If You Want to Change the World, Start with Your Own Neighborhood

Ruse River Station before and after the Collective’s intervention

When Ani Kodjabasheva and the rest of the Collective’s team of architects, designers, and artists first started talking about transforming the space around River Station in Ruse, a few skeptical eyebrows were raised. However, the first intervention the group proposed was to be temporary and fun, so the local authorities green-lighted the project.

Once a busy transportation and social hub, Ruse River Station is now an urban eyesore lined with concrete and abandoned buildings. Although it is “the place most characteristic of Ruse,” according to Ani, who is a native of the city, locals have no reason to go there anymore.

The Collective’s team wanted to change that, for at least a month. Their idea was to enlist the help of local students in creating spaces where people could host public events and workshops, exercise, or just hang out.

So, in 2021, the Collective launched Rivers of the City: Ruse Edition, having earned recognition for the Rivers of Sofia festival the previous year, which transformed stretches of Vladayska’s riverbanks in downtown Sofia into spaces for socializing and leisure activities.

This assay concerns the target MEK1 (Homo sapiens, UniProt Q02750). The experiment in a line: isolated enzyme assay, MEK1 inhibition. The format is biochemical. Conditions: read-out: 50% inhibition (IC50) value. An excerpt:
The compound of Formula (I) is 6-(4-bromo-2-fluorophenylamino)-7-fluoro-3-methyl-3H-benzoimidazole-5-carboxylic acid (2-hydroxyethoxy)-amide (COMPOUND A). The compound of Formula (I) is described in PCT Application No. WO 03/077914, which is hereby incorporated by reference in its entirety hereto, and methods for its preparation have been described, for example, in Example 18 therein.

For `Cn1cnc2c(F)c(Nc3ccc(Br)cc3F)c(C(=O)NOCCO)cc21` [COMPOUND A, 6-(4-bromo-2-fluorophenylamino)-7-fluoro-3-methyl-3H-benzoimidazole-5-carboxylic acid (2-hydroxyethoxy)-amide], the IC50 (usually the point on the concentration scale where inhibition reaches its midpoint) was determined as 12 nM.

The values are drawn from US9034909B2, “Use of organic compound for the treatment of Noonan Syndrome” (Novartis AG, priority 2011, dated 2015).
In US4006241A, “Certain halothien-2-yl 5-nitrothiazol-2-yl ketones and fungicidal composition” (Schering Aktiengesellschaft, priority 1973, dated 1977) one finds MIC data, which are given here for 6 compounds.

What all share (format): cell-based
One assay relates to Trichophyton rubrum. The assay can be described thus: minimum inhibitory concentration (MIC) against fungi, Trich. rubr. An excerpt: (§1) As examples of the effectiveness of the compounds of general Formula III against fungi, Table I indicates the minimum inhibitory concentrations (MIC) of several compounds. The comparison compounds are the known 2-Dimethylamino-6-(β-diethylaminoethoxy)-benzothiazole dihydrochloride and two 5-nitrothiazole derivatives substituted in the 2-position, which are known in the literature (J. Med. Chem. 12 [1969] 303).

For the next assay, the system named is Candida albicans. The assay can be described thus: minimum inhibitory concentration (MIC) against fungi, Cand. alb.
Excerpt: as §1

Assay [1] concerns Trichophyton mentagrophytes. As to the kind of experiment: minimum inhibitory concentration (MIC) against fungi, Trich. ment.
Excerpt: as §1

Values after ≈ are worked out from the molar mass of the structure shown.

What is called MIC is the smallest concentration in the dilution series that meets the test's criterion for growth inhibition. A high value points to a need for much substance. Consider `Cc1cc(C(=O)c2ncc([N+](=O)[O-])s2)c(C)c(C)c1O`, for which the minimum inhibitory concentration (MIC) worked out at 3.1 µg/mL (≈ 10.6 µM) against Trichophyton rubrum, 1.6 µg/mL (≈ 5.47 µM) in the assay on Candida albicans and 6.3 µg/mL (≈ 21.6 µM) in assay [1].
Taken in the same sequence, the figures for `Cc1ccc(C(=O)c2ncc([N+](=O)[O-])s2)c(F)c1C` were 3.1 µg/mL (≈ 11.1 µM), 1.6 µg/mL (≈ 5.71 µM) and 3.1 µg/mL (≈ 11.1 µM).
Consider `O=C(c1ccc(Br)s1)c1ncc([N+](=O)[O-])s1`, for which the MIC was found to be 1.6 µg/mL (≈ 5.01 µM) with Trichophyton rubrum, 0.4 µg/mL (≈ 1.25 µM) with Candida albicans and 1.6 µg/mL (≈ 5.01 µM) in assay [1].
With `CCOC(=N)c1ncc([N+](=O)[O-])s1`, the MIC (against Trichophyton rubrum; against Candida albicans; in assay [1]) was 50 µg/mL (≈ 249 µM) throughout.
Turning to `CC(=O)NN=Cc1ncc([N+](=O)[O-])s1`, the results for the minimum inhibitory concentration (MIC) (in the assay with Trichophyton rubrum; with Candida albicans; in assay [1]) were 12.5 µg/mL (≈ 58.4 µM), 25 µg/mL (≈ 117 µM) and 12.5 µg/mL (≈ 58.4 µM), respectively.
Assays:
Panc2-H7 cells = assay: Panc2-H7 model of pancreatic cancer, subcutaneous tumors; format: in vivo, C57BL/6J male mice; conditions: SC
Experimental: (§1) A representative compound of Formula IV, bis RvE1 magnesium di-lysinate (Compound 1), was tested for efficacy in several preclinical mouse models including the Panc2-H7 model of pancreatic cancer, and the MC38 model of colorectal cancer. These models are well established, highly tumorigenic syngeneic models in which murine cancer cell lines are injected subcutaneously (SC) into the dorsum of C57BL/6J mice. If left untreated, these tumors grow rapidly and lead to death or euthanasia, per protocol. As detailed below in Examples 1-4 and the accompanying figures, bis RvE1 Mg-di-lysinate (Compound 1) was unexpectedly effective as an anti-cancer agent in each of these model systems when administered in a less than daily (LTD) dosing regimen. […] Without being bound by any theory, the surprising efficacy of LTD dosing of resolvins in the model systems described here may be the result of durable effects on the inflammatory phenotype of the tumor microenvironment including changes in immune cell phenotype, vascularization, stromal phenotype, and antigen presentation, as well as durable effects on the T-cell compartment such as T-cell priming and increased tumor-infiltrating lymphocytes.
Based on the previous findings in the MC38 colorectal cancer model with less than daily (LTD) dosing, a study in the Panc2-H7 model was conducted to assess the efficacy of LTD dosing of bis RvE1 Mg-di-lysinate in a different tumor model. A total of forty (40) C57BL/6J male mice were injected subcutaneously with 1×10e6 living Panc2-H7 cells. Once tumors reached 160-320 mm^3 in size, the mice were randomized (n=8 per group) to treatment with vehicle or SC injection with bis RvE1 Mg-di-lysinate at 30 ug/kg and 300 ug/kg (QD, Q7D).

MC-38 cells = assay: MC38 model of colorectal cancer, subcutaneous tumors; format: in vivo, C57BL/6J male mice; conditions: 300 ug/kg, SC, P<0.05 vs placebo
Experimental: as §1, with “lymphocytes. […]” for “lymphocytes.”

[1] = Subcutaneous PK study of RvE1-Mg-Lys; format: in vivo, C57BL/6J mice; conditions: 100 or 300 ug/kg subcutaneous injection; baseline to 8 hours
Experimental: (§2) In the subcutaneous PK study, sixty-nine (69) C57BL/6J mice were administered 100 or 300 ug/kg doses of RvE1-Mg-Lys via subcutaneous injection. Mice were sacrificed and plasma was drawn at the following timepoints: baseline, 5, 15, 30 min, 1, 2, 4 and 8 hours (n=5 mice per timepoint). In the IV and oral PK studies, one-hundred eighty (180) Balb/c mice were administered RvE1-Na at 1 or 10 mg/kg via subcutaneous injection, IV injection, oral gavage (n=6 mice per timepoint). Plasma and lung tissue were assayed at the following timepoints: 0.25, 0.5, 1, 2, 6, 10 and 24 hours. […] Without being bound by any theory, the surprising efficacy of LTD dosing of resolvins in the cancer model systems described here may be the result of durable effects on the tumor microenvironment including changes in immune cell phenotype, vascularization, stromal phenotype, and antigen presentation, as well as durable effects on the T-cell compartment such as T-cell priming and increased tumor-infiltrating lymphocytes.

Students modeling the city of their dreams

Four local schools signed up to participate in the Ruse initiative in early 2021, their leadership initially more curious than supportive. The real magic started happening when Ani and the rest of the team began working directly with students from these schools. The team found that the participants, all individuals on the cusp of adulthood, had never been asked how they wanted their city to change — or been given the power to determine what that change would look like.